Mr. Nyamilandu ended up at Mighty Wanderers FC where albeit a few moments of madness, he starred and shone as a beacon of strength and stability for both club and country. His highlight being a solid shift against Bafana Bafana. He even had trials in England.

 

After a few years, he kept on losing a yard or two in pace. Physically, there was also more to look at on his frame. The jersey was also beginning to get dumped within the first quarter of an hour.

Then came the Maseru debacle in the CAF Cup Winners Cup against minnows, Roma Rovers. Nomads were thoroughly thumped 5-1. No footage is available but many a journalist suggested the man at the back was not at his best and put in a wrong foot a lot of times.

It became clear then, he was destined to concentrate on office work than his football. Just like Madinga, Kankhulongo, Gladstone and Ng’oma.

It is a good thing Mr. Nyamilandu is a sore loser (not a bad thing. You can’t like losing).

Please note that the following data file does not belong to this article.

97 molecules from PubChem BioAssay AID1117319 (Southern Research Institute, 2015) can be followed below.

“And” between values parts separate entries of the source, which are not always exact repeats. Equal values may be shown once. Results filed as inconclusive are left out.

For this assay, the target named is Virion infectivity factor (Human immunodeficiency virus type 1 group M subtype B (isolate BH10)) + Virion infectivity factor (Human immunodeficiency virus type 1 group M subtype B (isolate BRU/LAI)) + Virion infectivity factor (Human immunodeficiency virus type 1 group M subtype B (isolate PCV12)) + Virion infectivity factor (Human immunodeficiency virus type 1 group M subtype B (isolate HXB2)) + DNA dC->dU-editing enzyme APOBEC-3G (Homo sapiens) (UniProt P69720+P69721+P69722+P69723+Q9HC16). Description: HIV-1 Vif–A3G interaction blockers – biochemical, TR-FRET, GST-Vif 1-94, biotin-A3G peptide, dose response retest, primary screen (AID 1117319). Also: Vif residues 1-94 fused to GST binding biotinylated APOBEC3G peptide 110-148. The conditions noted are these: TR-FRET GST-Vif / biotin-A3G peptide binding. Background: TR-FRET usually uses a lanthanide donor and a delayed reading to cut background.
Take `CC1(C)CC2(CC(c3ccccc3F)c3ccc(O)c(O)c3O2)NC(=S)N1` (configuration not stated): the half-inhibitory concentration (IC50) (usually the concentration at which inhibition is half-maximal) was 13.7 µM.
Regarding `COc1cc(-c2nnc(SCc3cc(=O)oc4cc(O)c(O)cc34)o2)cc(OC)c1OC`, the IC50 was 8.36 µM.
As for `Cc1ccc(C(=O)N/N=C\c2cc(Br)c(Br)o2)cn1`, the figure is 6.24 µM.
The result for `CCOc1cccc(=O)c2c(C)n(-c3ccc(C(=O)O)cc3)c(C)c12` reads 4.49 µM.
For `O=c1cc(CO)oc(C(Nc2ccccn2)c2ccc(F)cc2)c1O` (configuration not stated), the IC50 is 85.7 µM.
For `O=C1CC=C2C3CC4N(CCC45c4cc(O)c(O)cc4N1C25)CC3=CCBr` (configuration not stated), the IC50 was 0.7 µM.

I remember Mr. Nyamilandu when he famously reorganised the face of my nosy good friend, England-based journalist Thom Chiumia for taking a picture of the then Nomads Libero after his club had just been clipped by rivals Bullets in a Chombe Tea Cup Final in ’96 courtesy of a pair of goals from Andrew Chikhosi and Afiki Sikelo.

To his dignity and maturity, Nyamilandu ate humble pie and apologised. Chiumia accepted the star’s remorse through personal and media contact. Chiumia seemed to enjoy the moment of fame more and the embarassing Kung-fu incident went.

Nyamilandu followed his playing career with bizarre position at Nomads one of which was as Team Manager where he was instrumental in bringing Joseph Kamwendo and Gift Makoloni to Lali Lubani in a player heist that involved ‘smash and grab’ players around Blue Bird Motel. Most suspect he doesn’t want to talk about it. He prevailed off course.

He also still showed up at back pages in the media. This time often with tight-short-wearing bikers. He was with Illovo.

I finally met Nyamilandu in 2007 when as a naïve, self righteous and arrogant advocacy media and communications expert for an international NGO. I had been tasked by my employer to flip Nyamilandu and persuade him to bring football and FAM to support the National Registration Bill (NRB), a national campaign for compulsory birth registration, certificates and identity cards.